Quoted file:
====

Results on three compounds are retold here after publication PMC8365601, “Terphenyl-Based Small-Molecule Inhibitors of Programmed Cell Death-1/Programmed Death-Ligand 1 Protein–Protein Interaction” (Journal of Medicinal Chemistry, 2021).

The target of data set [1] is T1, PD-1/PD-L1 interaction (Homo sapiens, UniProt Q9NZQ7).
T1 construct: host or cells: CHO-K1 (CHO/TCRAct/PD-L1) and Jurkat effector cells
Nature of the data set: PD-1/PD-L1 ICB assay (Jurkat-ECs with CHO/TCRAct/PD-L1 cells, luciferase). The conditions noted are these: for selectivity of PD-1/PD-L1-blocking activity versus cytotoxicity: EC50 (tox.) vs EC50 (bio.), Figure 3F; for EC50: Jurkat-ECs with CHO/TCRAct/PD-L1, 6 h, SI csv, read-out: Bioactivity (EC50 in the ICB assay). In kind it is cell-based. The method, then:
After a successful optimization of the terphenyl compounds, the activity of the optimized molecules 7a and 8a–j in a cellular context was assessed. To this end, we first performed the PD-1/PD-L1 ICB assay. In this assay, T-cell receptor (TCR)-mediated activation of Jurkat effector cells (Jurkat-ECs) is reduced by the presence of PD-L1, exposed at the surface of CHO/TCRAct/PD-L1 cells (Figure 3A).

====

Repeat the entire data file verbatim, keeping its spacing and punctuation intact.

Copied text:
Results on three compounds are retold here after publication PMC8365601, “Terphenyl-Based Small-Molecule Inhibitors of Programmed Cell Death-1/Programmed Death-Ligand 1 Protein–Protein Interaction” (Journal of Medicinal Chemistry, 2021).

The target of data set [1] is T1, PD-1/PD-L1 interaction (Homo sapiens, UniProt Q9NZQ7).
T1 construct: host or cells: CHO-K1 (CHO/TCRAct/PD-L1) and Jurkat effector cells
Nature of the data set: PD-1/PD-L1 ICB assay (Jurkat-ECs with CHO/TCRAct/PD-L1 cells, luciferase). The conditions noted are these: for selectivity of PD-1/PD-L1-blocking activity versus cytotoxicity: EC50 (tox.) vs EC50 (bio.), Figure 3F; for EC50: Jurkat-ECs with CHO/TCRAct/PD-L1, 6 h, SI csv, read-out: Bioactivity (EC50 in the ICB assay). In kind it is cell-based. The method, then:
After a successful optimization of the terphenyl compounds, the activity of the optimized molecules 7a and 8a–j in a cellular context was assessed. To this end, we first performed the PD-1/PD-L1 ICB assay. In this assay, T-cell receptor (TCR)-mediated activation of Jurkat effector cells (Jurkat-ECs) is reduced by the presence of PD-L1, exposed at the surface of CHO/TCRAct/PD-L1 cells (Figure 3A).